unlike Tetris, not really gone anywhere in the years since its original release. The reason? It’s just far too simple, and fails to give people a really compelling reason to come back for more.
The set up is a little like Tetris. There’s a virtual jar, that is filled with the kinds of virus. The goal is to remove those viruses using the pills Dr Mario tosses into the jar. Black pills can remove black viruses, and the same is for the white and grey viruses. Like Tetris, to remove the viruses you’ll need a vertical or horizontal line of four objects (whether pills or viruses). A level is over when all the viruses are removed. It’s game over if the jar becomes filled.
Levels become progressively more difficult, with higher levels having more viruses to remove. The problem is that the game doesn’t offer enough to hold attention for more than a few minutes. Without the mathematics and random shapes of Tetris, there’s very little variety in the way each of the levels play out. It’s also an easier game then Tetris as a consequence, and there isn’t much incentive to keep playing the game, as the score is arbitrary: points are awarded for removing viruses, and there’s a set number of viruses per level. Therefore, the scores you can earn are predetermined before you even start playing.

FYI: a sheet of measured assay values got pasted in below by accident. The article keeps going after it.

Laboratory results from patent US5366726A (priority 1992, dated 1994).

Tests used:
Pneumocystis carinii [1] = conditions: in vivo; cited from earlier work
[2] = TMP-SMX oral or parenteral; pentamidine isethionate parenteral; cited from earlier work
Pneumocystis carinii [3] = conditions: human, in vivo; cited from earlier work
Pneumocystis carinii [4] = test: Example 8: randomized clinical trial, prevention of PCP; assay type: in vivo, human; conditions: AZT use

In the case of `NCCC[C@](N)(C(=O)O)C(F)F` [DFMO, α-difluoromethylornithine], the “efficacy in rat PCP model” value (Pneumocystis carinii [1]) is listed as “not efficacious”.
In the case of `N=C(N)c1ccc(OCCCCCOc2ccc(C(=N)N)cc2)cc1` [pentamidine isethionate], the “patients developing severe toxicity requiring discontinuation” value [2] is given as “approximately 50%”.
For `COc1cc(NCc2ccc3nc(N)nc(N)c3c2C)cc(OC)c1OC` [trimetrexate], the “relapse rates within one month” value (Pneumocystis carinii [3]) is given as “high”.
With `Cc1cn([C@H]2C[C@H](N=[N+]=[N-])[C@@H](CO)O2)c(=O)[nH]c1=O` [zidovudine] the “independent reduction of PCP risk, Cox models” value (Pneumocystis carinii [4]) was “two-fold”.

There’s also only 20 levels. That might sound like a lot, and certainly levels 15-20 will test most people, but it’s still a game that’s over in a virtual heartbeat. With the two player game removed on the Virtual Console there’s absolutely nothing else to do in the game.
Gameplay options are thin too. There’s two different music tracks to choose between, though they’re both quite bland. There’s three different speed settings to determine how fast the pills drop, and that acts as the difficulty level adjuster. It’s also possible to select which level the game starts at, so it’s possible to skip the first ten levels, which are cakewalks.
To be fair to Nintendo, this is one of the cheapest Virtual Console games to date, but it’s not really worth even the $Au4.50 it’s asking. It’s brief, and it’s not that engaging while it lasts. Small wonder that it is Tetris, and not this, that is remembered as the retro puzzler of choice.
Our Scoring Policy
Sunday Almanac, 8 December 2013
14 hours ago